When you left Rhode Island in September 1997, you said the two biggest tasks Rhode Island faced were improving the public schools and making government more efficient. Why did those stick out to you?
When we did our first report and our plan, we had 10 things, and we got nine of them done – we got the [research and development] tax credit done, we got the Slater partnerships done, we even got the unemployment insurance reform done. It’s a pretty good batting average. But the tenth thing was really the thing we never did – and as far as I can tell has never been done in Rhode Island – which is make government work.
What did that mean to you, though? People sometimes get defensive when they hear that because they see it as a Trojan Horse for the right. But you’re not an anti-government guy.
No, I’m not an anti-government guy at all – far from it. I just think that government ought to be innovative and productive. I don’t mean necessarily cutting workers’ salaries or anything like that – though certainly cutting pensions in Rhode Island is a good idea – but in other words, getting value to the citizens and the users of government and making sure they’re getting good value for their money.
It was true then, and I still think it’s true now, given some anecdotal experience; my son spent a year at City Year and he was at Del Sesto Middle School [in Providence]. And listening to him talk about the public school system in Providence, I couldn’t tell whether to laugh or cry. It was unbelievably bad. He actually had a really great teacher he worked with, a wonderful teacher – but he was describing other teachers that were not very good, and an environment which was really not very conducive to learning.
The major challenge for Rhode Island, I think, is they still don’t fundamentally believe that they’re not in a seller’s market anymore.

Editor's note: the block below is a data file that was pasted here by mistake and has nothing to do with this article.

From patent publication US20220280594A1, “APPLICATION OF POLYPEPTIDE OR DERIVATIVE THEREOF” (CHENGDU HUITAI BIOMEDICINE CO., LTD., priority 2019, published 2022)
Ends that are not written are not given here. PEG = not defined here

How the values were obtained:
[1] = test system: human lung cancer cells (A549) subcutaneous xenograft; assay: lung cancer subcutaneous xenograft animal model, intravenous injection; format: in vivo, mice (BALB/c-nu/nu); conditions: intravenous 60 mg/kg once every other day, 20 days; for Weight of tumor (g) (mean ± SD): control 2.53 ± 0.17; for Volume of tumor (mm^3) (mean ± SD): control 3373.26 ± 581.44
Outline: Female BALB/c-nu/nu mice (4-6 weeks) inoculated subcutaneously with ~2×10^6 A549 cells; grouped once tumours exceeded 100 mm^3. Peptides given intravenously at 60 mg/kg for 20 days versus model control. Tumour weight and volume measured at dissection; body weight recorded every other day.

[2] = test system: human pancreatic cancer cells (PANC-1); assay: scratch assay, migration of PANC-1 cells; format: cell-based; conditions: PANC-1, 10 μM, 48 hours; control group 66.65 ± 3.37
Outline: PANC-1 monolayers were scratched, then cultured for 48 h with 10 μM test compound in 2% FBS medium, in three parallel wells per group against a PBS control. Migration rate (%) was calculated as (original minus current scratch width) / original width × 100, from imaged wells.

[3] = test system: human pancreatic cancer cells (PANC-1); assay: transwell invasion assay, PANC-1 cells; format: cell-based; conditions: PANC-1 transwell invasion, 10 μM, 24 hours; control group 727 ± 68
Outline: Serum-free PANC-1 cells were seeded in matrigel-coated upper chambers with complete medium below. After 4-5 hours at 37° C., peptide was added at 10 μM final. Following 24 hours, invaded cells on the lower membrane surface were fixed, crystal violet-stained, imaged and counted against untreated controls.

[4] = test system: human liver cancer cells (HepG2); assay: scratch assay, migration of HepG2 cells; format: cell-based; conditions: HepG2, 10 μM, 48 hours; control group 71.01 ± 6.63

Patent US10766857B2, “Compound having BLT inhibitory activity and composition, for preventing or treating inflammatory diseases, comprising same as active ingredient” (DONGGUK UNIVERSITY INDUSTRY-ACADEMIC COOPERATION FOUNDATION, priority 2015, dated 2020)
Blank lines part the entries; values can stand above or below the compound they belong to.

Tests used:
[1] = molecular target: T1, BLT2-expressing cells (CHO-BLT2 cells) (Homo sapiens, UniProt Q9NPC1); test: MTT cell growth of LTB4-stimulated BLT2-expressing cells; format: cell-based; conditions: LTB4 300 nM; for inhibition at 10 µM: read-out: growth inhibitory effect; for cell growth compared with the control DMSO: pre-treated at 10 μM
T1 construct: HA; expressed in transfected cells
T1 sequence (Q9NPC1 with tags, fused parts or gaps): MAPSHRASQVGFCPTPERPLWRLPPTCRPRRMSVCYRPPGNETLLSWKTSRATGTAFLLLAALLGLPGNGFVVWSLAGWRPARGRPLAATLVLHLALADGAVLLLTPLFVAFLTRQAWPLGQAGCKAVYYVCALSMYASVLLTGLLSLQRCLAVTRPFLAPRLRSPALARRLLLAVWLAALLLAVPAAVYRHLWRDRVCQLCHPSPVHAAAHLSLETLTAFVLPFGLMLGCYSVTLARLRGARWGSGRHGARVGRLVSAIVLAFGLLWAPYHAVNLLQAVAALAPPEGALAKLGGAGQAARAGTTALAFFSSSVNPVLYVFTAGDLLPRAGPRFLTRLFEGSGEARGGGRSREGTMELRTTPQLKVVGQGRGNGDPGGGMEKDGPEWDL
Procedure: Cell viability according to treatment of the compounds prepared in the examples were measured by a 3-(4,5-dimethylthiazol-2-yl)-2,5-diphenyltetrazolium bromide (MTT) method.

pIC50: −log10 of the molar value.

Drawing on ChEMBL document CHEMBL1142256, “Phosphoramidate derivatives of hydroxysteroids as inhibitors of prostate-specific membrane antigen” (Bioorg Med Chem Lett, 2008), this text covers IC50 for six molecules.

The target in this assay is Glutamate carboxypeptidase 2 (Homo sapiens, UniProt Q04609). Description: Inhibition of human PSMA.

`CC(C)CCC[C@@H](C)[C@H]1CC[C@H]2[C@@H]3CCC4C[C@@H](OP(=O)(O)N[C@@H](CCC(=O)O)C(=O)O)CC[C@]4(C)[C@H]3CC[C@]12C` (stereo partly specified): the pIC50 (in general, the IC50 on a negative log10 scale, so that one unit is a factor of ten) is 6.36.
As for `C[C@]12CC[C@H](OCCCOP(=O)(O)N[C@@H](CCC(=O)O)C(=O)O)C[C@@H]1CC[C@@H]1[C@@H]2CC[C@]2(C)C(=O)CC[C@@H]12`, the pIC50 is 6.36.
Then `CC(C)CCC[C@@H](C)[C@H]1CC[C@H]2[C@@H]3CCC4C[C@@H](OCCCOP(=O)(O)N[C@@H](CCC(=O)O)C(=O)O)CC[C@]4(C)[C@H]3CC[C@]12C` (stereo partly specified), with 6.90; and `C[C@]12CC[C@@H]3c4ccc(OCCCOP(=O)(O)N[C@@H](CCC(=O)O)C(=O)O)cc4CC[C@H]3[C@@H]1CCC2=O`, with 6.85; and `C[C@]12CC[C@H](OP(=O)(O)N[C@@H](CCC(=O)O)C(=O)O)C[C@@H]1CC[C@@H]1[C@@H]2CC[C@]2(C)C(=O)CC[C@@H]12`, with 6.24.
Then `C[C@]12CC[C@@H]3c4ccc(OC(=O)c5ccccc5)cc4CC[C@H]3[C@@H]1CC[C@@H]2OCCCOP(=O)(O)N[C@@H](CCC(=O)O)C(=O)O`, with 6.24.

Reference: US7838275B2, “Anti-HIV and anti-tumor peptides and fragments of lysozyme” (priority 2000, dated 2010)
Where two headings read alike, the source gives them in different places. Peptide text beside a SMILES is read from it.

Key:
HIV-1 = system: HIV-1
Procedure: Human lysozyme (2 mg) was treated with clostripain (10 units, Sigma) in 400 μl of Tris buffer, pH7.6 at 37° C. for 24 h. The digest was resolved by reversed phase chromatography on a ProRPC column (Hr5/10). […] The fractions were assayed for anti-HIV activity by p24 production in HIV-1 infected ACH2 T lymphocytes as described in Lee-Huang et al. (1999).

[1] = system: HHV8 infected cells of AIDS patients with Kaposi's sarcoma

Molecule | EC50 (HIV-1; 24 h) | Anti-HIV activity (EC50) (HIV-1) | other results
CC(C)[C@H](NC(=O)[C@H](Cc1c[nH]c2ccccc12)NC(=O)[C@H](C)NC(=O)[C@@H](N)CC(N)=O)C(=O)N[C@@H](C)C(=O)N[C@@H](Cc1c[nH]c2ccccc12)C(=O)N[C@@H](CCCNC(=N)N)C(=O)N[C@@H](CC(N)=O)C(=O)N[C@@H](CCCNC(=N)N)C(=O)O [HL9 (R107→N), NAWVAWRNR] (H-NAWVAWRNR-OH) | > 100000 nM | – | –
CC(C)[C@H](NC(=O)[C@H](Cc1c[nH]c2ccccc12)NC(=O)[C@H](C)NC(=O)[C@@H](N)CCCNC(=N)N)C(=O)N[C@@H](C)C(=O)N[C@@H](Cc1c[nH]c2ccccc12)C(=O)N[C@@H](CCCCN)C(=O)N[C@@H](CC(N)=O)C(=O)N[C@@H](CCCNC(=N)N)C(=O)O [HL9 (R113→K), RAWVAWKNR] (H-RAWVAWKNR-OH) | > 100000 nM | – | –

For a long, long time, Rhode Island could essentially afford to be inefficient and quasi-corrupt at times, because things just sort of needed to be there. That was gone a long time ago, but it’s really obvious now that that’s harmful – and [yet] there’s still folks in the state who think they can get away with that, even though they’re totally in a buyer’s market. There are so many other sellers out there, if you will, sellers of places to do business that are doing much, much better than Rhode Island and are much more attuned to the fact that they’ve got to be competitive.
I made this quip once in a speech – and it kind of got me in trouble – but I said, you’ve got two choices as a state: You can be Minnesota, where you have high costs but super-good quality, or you can be Mississippi, where you’ve got low costs but bad quality. And the whole problem is Rhode Island’s got the costs of Minnesota and the quality of Mississippi.
Wow. I can imagine that didn’t make you too popular here.
That ticked off a few people. But I was trying to make a point. If you’re going to go down the path of just not much in the way of government services and bad schools and the like, then you’ve got to have really low costs. If you’re going to have high costs – which, frankly, Rhode Island does – you’ve got to put in place top-quality public services. Companies are willing to locate in Minnesota because they know they’re going to be able to attract employees who will say, “Oh, the Minnesota public school system is going to do a really good job; the government’s going to provide reasonably good services; I’m not going to have to worry about getting shaken down by these town councilmen in North Providence.” You just can’t do that anymore! You just cannot do that anymore.